The inspector stumbled on the stinky stall on May 17 while checking the conditions of the building structure at Westside Livery Stables, Inc., on West 38th Street.
He was not there to assess the sanitary or health conditions of the horses, which is done by the Health Department.
But the inspector said he felt compelled to take a cellphone snapshot when he saw the conditions.
“The stable looked like it hadn’t been cleaned in years. It got so crammed up that the horse would have a hard time getting up,” he said.
The inspector said the horse was also lying on a hard floor with little hay for cushion.
But a rep for the stable gave a resounding “Neigh” to any abuse claims.
“I dare say whoever took this picture and thought there was something `wrong’ with it is not a horse person, nor were they interested in learning from someone here at the stable who is,” said Christina Hansen, a spokeswoman for the stables who examined the photo.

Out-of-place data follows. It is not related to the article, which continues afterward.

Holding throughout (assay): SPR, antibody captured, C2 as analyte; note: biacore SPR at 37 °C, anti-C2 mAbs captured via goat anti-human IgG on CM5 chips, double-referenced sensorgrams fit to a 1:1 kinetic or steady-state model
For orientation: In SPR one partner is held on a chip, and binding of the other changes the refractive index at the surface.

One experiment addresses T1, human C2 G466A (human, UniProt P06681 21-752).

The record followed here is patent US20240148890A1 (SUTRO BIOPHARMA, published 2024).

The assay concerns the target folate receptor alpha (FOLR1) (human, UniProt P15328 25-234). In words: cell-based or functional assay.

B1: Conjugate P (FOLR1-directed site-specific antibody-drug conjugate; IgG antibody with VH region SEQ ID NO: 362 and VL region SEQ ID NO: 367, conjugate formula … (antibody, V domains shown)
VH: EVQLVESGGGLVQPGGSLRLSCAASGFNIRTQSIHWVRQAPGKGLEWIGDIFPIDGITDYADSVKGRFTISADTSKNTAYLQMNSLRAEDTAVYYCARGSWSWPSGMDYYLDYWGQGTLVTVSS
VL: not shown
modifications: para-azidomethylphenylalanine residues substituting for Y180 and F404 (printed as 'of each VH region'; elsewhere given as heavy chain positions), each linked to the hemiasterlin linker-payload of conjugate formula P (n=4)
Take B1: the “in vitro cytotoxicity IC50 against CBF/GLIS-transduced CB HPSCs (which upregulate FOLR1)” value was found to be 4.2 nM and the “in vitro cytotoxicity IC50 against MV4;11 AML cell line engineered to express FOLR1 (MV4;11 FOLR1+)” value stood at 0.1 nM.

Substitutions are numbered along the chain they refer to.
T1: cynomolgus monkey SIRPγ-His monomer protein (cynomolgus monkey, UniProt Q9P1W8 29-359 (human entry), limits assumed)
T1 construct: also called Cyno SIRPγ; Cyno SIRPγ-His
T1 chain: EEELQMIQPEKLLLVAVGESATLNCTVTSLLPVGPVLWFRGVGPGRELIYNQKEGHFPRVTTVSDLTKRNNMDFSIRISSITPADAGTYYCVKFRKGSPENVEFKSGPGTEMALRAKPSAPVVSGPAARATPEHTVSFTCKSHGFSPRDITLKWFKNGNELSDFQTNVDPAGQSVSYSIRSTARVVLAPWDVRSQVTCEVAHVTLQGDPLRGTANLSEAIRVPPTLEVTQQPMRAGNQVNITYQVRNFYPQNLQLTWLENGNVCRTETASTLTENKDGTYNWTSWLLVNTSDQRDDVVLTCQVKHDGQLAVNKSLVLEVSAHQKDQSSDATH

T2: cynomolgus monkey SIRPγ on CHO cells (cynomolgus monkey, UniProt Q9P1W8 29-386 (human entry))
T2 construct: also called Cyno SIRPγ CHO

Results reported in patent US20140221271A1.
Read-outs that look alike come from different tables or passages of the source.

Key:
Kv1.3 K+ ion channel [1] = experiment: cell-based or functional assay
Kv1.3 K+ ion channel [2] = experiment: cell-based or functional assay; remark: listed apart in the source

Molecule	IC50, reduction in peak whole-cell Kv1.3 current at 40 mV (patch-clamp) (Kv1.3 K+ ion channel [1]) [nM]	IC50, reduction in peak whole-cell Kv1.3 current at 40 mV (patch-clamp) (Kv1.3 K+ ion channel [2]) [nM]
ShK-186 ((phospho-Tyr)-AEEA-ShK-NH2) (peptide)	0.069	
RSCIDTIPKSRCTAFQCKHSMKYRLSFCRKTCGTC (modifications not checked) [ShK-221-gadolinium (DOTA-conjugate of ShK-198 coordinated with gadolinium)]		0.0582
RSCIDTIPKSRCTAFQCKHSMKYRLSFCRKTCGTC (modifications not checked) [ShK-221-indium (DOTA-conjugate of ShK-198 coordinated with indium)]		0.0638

“This is a totally normal horse stall, prior to mucking by one of our stablemen, most likely in the morning. Sophia the horse here is shown comfortably lying down in her 9’ x 10’ box stall,” she said.
Horse sh*t. Hansen is delusional. None of what we can see in the picture filed with this report is normal or fitting. Poor Sophia looks anything but comfortable. She looks miserable.
Anyone who thinks that this an acceptable way to care for horses should be banned from having them in their control. This is animal abuse. Sophia is virtually lying on bare concrete next to piles of feces, and no doubt urine too.
PIX 11 News reports that the activist group NYCLASS gathered outside the West 38th Street stables the following day, June 2, to protest the conditions the horses are kept in. The group says it “hopes” for a “one-on-one meeting with the Department of Health to discuss ways to improve the overall quality of life of carriage horses”.